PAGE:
"Required reading" for today's smart writer.

"Required reading" for today's smart writer.
Information & inspiration to hone your craft and increase your cash...Since 2009

Wednesday, November 2, 2016

Why Scribes Need Different "Tribes" to Survive...

---"United we stand, divided we fall.''
There seems to be a lot of ongoing "buzz" about finding and building a "tribe" as writers, to garner support for our efforts, and to identify our true connection with a particular audience.
The rationale here is that our "tribe" is crucial to our success and longevity.

I'd like to add to the online "conversation" with lessons that I have learned in the trenches, for greater clarity, and so that you can become a "quick study" in cultivating and understanding yours.

Let's begin by defining what a "Tribe" is...

According to Merriam-Webster, "A Tribe is a group of people that includes many families and relatives who have the same language, customs, and beliefs."
In writing, our Tribe would be the individuals that comprise our "audience".
Folks that "speak our language," share our struggles, and often have similar views and goals. 
That's my definition.

Author and popular blogger, Jeff Goins tells us in his book, Every Writer Needs a Tribe: "Tribes are inevitable. You have one whether you realize it or not. Tribes are how we live our lives. We are constantly banding together with other people to discuss ideas and share information."

Depending on where you are in your writing journey, (and your goals) you'll need the collective support of different groups behind you.


Where would we be without them? In the infancy of my blogging career, I had about 12 people that followed this site. Just 12. Including my Avon lady and her cat. But, their faithful readership and periodic comments kept me going. 12 people grew into 100. 100 grew to 200. 200 grew to...well, you get the picture here. Regardless as to the numbers, cheerleading is crucial to staying the course.

They inspire. They are morale builders. They champion our causes. Share our struggles. They help to promote our work and get the word out about our blog, books, and projects. It's like having our own personal publicists. Their important role can never be denied. However, "cheerleaders" are not always investors.

Investors are "cheerleaders" who not only support us, but spend money. Think clients, advertisers and customers here. 
They recognize our "value" and understand the concept of fair exchange.  In other words, you provide a service or product that helps them to solve a problem, live better, or learn a skill, and they are more than willing to compensate you for your expertise and your efforts.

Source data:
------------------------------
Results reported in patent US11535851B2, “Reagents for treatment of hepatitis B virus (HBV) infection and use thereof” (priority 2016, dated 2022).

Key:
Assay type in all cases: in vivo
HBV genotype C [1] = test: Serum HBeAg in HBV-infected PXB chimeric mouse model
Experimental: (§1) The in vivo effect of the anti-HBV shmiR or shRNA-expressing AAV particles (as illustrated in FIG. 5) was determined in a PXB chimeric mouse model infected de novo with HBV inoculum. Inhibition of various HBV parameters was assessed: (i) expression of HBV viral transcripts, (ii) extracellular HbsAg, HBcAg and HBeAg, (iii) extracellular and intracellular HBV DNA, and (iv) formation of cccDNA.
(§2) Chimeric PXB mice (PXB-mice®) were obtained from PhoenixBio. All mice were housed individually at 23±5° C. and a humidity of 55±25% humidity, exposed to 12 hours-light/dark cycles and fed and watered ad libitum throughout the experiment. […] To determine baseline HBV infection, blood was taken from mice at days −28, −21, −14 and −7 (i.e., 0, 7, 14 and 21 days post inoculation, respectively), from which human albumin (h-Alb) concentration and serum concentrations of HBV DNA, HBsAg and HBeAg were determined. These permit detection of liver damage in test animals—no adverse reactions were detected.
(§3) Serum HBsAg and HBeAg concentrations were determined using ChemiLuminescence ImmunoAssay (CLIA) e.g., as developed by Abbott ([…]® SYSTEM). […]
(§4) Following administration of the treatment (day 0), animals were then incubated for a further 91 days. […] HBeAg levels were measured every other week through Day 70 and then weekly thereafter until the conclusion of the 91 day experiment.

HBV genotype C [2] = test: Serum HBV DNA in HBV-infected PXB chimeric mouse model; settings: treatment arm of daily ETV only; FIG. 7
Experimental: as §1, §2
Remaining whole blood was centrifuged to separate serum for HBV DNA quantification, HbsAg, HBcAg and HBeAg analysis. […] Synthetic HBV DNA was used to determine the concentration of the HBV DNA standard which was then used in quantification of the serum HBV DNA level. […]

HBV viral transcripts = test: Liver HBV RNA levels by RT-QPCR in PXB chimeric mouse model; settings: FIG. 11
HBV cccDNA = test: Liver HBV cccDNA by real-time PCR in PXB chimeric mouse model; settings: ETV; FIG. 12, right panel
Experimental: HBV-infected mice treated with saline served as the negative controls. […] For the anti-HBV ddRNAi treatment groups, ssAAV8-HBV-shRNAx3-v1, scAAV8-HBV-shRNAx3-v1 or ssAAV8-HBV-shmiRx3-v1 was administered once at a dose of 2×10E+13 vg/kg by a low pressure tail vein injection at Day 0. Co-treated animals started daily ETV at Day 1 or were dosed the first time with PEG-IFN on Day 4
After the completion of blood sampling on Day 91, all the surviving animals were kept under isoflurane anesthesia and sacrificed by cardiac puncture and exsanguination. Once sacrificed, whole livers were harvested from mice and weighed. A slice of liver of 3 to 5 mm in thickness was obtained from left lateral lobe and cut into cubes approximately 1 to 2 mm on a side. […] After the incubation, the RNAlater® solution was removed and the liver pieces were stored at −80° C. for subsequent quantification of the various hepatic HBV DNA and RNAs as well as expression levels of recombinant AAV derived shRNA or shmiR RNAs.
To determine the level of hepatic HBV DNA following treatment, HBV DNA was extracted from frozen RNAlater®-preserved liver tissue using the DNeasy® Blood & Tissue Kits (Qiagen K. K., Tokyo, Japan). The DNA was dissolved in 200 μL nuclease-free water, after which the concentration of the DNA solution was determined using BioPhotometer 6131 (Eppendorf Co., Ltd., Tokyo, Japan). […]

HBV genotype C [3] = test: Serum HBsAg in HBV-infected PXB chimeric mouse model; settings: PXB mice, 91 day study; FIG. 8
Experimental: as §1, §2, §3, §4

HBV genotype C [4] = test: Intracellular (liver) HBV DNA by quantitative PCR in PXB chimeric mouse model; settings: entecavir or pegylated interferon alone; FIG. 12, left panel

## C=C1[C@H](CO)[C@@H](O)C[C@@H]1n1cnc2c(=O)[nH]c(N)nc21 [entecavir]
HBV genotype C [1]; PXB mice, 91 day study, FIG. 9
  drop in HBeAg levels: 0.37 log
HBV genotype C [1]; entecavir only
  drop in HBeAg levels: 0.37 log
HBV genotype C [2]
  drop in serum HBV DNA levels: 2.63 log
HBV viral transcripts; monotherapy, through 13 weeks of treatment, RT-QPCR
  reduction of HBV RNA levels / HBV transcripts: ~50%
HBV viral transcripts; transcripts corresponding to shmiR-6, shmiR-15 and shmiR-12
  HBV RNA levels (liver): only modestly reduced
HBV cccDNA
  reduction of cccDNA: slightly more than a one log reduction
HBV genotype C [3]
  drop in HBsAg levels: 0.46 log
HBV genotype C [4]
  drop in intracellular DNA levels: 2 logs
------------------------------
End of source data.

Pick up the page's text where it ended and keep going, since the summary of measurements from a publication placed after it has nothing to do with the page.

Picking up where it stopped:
Investors "put their money where their mouth is." They help to validate us. They add to our quality of life by adding to our bottom line. They realize that just like other "professionals" writers need to feed their families, pay their bills, earn a living,  etc. 
For instance, I have "Tribe members" that almost never comment on this blog. But, when I release a book, conduct a class, or offer a service, you can bet yo' bottom dollar, they are the first in line to purchase. (God bless you.) :-)
Investors are crucial to economic survival and freelancing longevity. Without them our writing would be just a hobby, or an inexpensive alternative to professional therapy.

This can include personal friends, family members, a prayer group, people at the local StarBucks or people we meet through our affiliation with membership organizations. They know you're a writer, they dig it, respect it, and are in awe of your creativity.

Often they make us feel like celebrities, right? If they could only see our bank account statements. Ha! These lovely folks attend our book signings, chat us up at coffee shops, share their stories with us, their time, their suggestions, their interest and enthusiasm for this way of life.
We are enriched and elevated by their good deeds, good wishes and kind words. They help us to remember why writing is important. How it touches people and changes lives.  That it is a "healing art".  And that we are so fortunate to be a part of the creative community.
They make us mindful that "real life," in-person connections are crucial to a well-rounded writing experience.

When it comes to support for writers, "three is a charm."
The above referenced 3 groups are all integral to a successful, satisfying, creative career.

By the way, for those interested, I have a few open slots, for those of you seeking to go from "cheerleaders" to "investors." :-)

Thoughts here?
How big is your "tribe?"
Do you agree or disagree with my findings?

Image Credit: Freedigitalphotos.net


  1. Everyone needs a cheering section, even if it consists of one person. Someone recently told me I am like a celebrity because I submit so much and have numerous publications. Like you said, "If only they could see my bank balance." I am proud to be a part of a great critique group and a writing community as well. I think encouragement is payment for a job well done. All rewards are not monetary. Great Post Jen.

    1. Thanks, Lin. And congrats on your recent publication in "Mothers" book!

  2. I do like encouragements, and recently from the 'Designers Tribe' (in France)

    I Got a Positive Comment on a
    Funny Cartoon Design of mine.

    It was a Comment in the French Language, so for my Thank You message back, I had to figure out how to write a Thank You message in French :)

  3. I think we all like "encouragements." Thanks for your feedback here. :-)

  4. Jen, my "tribe" is very small - online. But those few love me. Makes such a difference when I'm down about my writing. I echo Linda's comment - great post!

    1. Sue,
      As a member of your "tribe," I can attest: yes we do. :-) Thanks for adding to the mix today.